Tidal adds another reason why it's a better Spotify alternative for audiophiles

Smartphone with Tidal logo laying on a laptop keyboard with wireless earbuds next to it
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In a recent Reddit AMA (Ask Me Anything), Tidal CEO Jesse Dorogusker revealed the streaming platform will soon be introducing hi-res FLAC audio to HiFi Plus members.

FLAC, or Free Lossless Audio Codec, is a digital audio format that can offer studio-quality sound without requiring a whole lot of storage space. The small file size is important as these platforms need to have enough room for millions of tracks. This particular format already exists on Tidal in the standard HiFi tier where songs are said to have CD-like quality. Music on HiFi Plus, more commonly referred to as Tidal Masters, currently runs on MQA, a controversial format that appears to have been a hot topic in the AMA.

MQA or Master Quality Authenticated is an audio format allowing studio-quality sound to exist on file sizes smaller than FLAC. The company behind the digital music tech, MQA Ltd, recently announced it was “entering into administration” which is the British version of Chapter 11 bankruptcy in the US. This worried TIDAL users as it could’ve spelled the end of HiFi Plus. Fortunately, it's not over.

Potential changes

Switching over to a file format with a larger size than MQA is going to change a lot on the platform, but for now, things will stay mostly static. In a recent report from Digital Trends, a company spokesperson told the publication the “existing MQA catalog will continue to be available on the platform” and that TIDAL is simply “adding hi-res FLAC” as an alternative. Dorogusker also said in the AMA the service will provide new “controls” over FLAC files; seemingly allowing a way for users to adjust their size.

Users' response to this change has been mostly positive from what we can tell. They seem to appreciate that TIDAL will be offering, what some might consider, a true lossless audio format in the service's highest tier.

You see, there’s been some controversy regarding the validity of MQA actually being lossless. Some have gone as far as referring to it as snake oil. A YouTuber by the name of GoldenSound took the time to test the format. According to his findings, MQA wasn’t as good as the company claimed it to be. So, there's a good chance Tidal HiFi Plus will get an audio upgrade.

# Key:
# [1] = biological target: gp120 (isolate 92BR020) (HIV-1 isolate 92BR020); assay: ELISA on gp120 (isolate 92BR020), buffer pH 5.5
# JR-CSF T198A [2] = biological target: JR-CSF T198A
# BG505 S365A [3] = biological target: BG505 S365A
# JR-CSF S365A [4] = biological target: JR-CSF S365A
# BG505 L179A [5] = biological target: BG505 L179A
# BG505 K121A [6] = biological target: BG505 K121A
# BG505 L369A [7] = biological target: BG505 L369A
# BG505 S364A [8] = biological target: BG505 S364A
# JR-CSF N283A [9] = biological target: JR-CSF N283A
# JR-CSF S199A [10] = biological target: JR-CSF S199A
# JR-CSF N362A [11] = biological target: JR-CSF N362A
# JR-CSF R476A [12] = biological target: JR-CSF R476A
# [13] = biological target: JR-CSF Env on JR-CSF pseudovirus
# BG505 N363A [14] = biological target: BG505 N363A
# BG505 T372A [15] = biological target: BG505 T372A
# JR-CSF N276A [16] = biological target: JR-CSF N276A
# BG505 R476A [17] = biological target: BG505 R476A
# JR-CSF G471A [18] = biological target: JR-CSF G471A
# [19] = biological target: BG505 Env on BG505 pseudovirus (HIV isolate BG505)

The future of MQA

Considering the recent bankruptcy news, it's possible MTQ Ltd may soon stop supporting its own format, leaving TIDAL with only FLAC. Jesse Dorogusker didn't say anything about growing the TIDAL Masters catalog. It appears at the moment the platform is more focused on building a FLAC music library. 

We reached out to TIDAL with several questions. Will the MQA tracks stay on the platform and for how long? What exactly are the “controls” Dorogusker mentioned in the AMA as it relates to FLAC files? And is there a specific launch date in mind? This story will be updated if we hear back.

Meanwhile, rival Spotify is content with adding a TikTok-like feed rather than finally adding high-resolution audio. So if you're thinking of jumping ship to Tidal, now's your chance. 

And if you do, be sure to check out TechRadar’s recently updated list of the best over-ear headphones for 2023.  You're going to need a good pair to get the most out of FLAC audio.

Update 5-4-2023: A Tidal representative got back to us and said the "controls" Jesse Dorogusker was talking about on the Reddit AMA relate to users being able to choose the audio resolution of the FLAC file. Users can select either Tidal HiFi Plus, which is the maximum resolution, or Tidal HiFi. Anything below that is a compressed stream. The representative added that Tidal didn't have anything to share regarding the launch of FLAC support and whether or not the MQA tracks will remain on the platform.

Cesar Cadenas

Cesar Cadenas has been writing about the tech industry for several years now specializing in consumer electronics, entertainment devices, Windows, and the gaming industry. But he’s also passionate about smartphones, GPUs, and cybersecurity.